Making It real
My story in attempting to bring a new housing type that improves affordability, livability & community resilience
Some of us talk a big game about sustainability and place a huge emphasis on such things as electric cars and solar panels. Yet technology alone will only have a fraction of the impact if not accompanied by behavioural change. It’s pointless if you place solar panels on your roof when you need them to support 4 TVs. There are far too many examples like this where good intent is undone by our current actions. I remember my father enthusiastically telling me of his recent discovery and concern of the growing plastics within the ocean. He did this while opening a bottle of water, not realising that this very behaviour is very much at the root of the problem. Many of us are totally oblivious in how our decisions have an impact on the environment and there are some who even claim to be sustainable but rarely make the necessary change if their current lifestyle is perceived to be at risk. I was adamant that if we changed the way we looked at how we used our homes, we could make real sustainability advancements while still increasing living standards.
As wealthier societies seemed to have an increased capacity to be sustainable, I followed the belief that reducing living expenses could have the same effect. If multi-generational living was to be an option, it had to be more affordable while being more sustainable than the typical household. I knew what saving money meant, but sustainability was such a board concept that I felt the need to dig deeper to understand better what it exactly meant and how it would apply to this type of house. What I ended up discovering is perhaps one of the most sustainable ways of living. To explain this, let's first break down what sustainability is and just how a Multi-generational house could deliver on each component.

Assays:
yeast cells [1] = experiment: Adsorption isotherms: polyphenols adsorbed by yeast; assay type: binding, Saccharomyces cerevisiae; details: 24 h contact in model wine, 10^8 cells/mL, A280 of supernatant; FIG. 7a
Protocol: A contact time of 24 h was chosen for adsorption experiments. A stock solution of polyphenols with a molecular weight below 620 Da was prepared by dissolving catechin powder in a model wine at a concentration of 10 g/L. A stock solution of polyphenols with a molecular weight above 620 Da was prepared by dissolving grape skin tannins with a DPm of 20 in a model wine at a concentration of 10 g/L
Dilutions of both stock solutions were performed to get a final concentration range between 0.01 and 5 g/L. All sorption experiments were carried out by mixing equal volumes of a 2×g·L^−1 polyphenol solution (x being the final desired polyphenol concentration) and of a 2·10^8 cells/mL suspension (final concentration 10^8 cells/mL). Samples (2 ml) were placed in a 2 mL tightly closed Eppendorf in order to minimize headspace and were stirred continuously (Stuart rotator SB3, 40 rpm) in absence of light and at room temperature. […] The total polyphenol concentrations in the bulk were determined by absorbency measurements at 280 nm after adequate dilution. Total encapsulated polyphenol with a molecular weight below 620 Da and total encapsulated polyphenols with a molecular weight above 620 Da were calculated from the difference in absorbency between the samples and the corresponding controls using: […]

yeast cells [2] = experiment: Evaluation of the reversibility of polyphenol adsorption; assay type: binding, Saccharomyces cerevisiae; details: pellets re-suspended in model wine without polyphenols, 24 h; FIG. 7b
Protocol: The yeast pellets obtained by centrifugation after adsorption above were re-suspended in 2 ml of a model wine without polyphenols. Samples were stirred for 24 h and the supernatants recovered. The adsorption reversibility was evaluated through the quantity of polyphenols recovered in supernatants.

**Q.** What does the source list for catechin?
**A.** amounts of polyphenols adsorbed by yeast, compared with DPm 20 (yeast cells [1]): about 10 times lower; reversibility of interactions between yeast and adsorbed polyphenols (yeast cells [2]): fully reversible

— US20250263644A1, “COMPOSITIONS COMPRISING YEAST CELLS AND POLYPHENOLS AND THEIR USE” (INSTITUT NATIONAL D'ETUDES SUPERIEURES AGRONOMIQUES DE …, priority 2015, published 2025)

Sustainability is many things, but I found you could group them into three elements; Commercial, Environmental and Social. Unless all three are satisfactory addressed, sustainability would likely remain a hope more than a reality. An expansion of these and how they are applied are below.
1) Commercial Sustainability.